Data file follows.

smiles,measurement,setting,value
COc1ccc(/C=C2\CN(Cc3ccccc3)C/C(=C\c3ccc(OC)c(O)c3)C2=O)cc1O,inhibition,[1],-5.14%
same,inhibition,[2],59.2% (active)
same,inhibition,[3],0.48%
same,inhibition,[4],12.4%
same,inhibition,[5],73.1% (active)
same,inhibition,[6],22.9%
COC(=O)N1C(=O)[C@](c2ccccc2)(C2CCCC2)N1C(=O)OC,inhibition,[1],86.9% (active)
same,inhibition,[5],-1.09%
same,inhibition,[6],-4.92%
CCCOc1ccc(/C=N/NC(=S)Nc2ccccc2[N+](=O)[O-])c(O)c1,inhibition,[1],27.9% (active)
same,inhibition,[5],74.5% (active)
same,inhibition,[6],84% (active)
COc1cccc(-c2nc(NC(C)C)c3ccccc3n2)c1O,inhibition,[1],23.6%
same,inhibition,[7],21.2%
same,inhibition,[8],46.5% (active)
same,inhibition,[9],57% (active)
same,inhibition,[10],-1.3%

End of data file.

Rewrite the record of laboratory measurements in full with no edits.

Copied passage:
smiles,measurement,setting,value
COc1ccc(/C=C2\CN(Cc3ccccc3)C/C(=C\c3ccc(OC)c(O)c3)C2=O)cc1O,inhibition,[1],-5.14%
same,inhibition,[2],59.2% (active)
same,inhibition,[3],0.48%
same,inhibition,[4],12.4%
same,inhibition,[5],73.1% (active)
same,inhibition,[6],22.9%
COC(=O)N1C(=O)[C@](c2ccccc2)(C2CCCC2)N1C(=O)OC,inhibition,[1],86.9% (active)
same,inhibition,[5],-1.09%
same,inhibition,[6],-4.92%
CCCOc1ccc(/C=N/NC(=S)Nc2ccccc2[N+](=O)[O-])c(O)c1,inhibition,[1],27.9% (active)
same,inhibition,[5],74.5% (active)
same,inhibition,[6],84% (active)
COc1cccc(-c2nc(NC(C)C)c3ccccc3n2)c1O,inhibition,[1],23.6%
same,inhibition,[7],21.2%
same,inhibition,[8],46.5% (active)
same,inhibition,[9],57% (active)
same,inhibition,[10],-1.3%